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Trial of S Korea ferry captain, crew to begin Tuesday

As rescue operations continue off the coast of South Korea to find the remaining passengers on board the Sewol ferry that sank in April, the trial for the captain and his crew members is set to begin on Tuesday.

SEOUL: As rescue operations continue off the coast of South Korea to find the remaining passengers on board the Sewol ferry that sank in April, the trial for the captain and his crew members is set to begin on Tuesday.

Four of them, including the captain, are charged with homicide and could face the death penalty.

On April 16, Captain Lee Joon-seok, wearing just a sweater and his underpants, boarded a small rescue boat while hundreds of his passengers were still on board -- possibly following his orders to stay put.

Thirteen other crew members were also among the first to be rescued the day the Sewol ferry capsized and sank.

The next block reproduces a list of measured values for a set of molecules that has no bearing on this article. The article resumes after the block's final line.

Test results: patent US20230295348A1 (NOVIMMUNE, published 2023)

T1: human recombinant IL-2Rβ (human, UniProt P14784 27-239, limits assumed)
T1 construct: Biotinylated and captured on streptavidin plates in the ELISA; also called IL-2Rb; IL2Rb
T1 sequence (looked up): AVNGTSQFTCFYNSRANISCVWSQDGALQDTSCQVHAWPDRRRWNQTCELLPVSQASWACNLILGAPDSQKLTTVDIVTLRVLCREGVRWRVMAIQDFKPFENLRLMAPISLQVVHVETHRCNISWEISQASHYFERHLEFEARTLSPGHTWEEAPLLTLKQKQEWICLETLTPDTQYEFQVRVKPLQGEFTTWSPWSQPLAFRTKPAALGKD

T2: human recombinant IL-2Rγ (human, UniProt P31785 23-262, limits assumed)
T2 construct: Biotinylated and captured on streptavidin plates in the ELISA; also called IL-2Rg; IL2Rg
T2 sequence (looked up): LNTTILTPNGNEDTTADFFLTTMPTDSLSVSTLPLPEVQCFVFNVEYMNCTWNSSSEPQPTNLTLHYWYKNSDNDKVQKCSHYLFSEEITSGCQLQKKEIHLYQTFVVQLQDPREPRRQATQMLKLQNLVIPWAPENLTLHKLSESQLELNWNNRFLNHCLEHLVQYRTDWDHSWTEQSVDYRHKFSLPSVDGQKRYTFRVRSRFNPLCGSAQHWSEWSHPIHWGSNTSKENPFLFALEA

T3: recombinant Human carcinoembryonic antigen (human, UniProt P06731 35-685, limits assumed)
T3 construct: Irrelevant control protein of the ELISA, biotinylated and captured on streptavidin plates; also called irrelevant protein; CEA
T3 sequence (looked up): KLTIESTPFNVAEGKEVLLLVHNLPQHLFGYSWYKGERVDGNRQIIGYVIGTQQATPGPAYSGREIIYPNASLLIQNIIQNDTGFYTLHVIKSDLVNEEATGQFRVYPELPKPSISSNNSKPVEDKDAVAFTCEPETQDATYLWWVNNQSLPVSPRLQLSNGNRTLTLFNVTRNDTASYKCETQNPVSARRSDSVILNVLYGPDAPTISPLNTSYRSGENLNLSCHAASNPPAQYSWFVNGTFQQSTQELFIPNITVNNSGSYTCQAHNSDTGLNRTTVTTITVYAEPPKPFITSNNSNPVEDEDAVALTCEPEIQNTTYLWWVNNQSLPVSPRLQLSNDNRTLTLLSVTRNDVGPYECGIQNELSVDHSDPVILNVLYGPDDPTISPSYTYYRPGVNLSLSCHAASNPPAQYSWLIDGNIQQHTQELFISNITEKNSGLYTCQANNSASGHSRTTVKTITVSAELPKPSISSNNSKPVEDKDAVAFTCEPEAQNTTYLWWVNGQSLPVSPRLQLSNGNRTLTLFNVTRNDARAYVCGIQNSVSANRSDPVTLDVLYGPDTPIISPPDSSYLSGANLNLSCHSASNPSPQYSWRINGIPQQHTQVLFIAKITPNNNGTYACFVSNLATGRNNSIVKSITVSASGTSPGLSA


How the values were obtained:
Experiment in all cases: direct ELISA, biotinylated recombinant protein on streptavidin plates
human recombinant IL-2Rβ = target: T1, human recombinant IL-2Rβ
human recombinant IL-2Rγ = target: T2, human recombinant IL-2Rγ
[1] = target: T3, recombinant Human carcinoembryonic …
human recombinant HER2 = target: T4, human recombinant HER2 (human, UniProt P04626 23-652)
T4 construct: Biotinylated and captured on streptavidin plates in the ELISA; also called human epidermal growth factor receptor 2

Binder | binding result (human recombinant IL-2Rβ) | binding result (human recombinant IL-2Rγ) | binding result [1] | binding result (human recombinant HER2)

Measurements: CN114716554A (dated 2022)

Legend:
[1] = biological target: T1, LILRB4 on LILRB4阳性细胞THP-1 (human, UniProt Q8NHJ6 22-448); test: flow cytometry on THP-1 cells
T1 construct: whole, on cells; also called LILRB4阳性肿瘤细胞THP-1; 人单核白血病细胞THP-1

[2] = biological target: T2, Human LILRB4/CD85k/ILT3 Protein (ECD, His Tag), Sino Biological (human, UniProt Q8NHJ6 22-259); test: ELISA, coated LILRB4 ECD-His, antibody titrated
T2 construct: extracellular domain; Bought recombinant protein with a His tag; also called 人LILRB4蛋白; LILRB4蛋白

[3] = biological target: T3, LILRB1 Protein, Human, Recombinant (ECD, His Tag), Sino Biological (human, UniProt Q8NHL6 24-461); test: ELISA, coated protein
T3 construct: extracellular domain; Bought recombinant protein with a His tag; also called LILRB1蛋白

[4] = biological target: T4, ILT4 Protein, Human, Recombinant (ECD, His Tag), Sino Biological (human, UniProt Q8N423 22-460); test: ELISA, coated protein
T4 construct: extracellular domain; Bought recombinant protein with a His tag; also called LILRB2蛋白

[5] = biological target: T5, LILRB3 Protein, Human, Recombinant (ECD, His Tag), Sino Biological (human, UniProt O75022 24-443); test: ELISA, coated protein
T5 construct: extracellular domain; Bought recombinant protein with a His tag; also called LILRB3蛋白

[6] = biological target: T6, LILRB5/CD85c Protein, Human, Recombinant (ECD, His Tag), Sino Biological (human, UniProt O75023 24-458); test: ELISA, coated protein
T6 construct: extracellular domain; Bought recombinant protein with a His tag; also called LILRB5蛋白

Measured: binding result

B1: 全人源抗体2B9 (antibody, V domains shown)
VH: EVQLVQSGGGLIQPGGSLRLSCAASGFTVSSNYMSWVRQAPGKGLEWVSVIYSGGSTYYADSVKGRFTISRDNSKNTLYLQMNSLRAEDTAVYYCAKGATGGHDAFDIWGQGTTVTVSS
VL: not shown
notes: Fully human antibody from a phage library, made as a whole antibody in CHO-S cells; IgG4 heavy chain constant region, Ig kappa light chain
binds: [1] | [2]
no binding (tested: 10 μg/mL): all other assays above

In total, 172 people were rescued on that day.

Since then, no survivors have been found.

More than 300 people -- mostly high school students -- perished in the Sewol tragedy.

The coast guards who rescued them said they had no idea the people they rescued were crew members and the captain.

South Korean President Park Geun-hye likened the captain’s and crew members’ actions to murder just a few days after the ferry sank.

"The actions of the captain and some crew members just cannot be understood with common sense. The actions are like murder and should not be tolerated,” said the president.

With so much anger and hostility still being felt by South Koreans, the trial is set to begin on Tuesday in the southern city of Gwangju in Jeolla province.

Reports said that private lawyers would not even take their cases.

Thus, six state lawyers have been appointed to defend the captain and his crew.

The Gwangju District Court had said in a statement that the court will guarantee the rights of both the defendants and the victims, and faithfully investigate the evidence for a speedy and fair trial.

But will they really be able to get a fair trial?

The court of popular opinion in South Korea has already found them guilty, even before the start of the trial. 

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